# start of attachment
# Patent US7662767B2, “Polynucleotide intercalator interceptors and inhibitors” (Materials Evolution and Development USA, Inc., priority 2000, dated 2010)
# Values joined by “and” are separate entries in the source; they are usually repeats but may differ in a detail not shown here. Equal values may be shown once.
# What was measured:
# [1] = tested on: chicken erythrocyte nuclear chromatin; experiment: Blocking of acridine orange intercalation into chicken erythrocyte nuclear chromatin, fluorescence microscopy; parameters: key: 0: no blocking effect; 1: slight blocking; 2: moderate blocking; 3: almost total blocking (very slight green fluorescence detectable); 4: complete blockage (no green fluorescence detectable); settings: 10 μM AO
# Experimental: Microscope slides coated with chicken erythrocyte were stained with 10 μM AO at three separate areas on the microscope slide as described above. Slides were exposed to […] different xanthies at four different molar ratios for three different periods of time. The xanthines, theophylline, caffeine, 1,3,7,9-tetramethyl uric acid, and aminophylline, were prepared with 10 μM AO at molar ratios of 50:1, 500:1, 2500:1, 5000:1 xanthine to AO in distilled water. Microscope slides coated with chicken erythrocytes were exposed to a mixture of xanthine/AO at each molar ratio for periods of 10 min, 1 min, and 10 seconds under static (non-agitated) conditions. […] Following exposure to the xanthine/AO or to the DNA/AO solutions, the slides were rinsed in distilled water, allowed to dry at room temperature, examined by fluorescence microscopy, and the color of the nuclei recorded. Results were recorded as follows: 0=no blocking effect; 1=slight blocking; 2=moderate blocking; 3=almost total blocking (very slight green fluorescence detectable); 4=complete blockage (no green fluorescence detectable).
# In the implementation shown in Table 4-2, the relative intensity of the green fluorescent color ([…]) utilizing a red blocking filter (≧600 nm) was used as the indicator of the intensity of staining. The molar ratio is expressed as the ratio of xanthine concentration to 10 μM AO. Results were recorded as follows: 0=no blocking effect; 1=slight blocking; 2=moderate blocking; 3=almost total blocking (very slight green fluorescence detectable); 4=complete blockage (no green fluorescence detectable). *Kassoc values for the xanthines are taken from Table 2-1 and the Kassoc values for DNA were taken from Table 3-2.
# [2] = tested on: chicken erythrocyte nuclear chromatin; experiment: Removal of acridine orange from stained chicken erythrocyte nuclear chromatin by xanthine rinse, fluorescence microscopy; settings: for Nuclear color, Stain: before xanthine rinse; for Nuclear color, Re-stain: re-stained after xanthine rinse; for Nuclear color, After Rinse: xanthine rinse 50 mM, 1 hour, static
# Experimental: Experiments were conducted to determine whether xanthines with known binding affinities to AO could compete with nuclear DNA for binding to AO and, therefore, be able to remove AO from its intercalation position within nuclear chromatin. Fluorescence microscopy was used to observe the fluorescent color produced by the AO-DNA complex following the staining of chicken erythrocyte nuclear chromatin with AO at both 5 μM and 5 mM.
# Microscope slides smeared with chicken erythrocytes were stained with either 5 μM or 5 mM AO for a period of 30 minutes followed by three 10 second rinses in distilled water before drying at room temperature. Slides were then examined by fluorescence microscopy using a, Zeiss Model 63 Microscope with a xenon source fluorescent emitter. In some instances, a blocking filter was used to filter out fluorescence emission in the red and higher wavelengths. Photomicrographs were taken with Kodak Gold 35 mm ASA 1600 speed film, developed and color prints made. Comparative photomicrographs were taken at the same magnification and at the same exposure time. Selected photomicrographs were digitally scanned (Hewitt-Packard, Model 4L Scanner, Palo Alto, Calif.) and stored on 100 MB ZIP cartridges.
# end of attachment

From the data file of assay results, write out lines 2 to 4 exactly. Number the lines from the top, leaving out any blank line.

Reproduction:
# Values joined by “and” are separate entries in the source; they are usually repeats but may differ in a detail not shown here. Equal values may be shown once.
# What was measured:
# [1] = tested on: chicken erythrocyte nuclear chromatin; experiment: Blocking of acridine orange intercalation into chicken erythrocyte nuclear chromatin, fluorescence microscopy; parameters: key: 0: no blocking effect; 1: slight blocking; 2: moderate blocking; 3: almost total blocking (very slight green fluorescence detectable); 4: complete blockage (no green fluorescence detectable); settings: 10 μM AO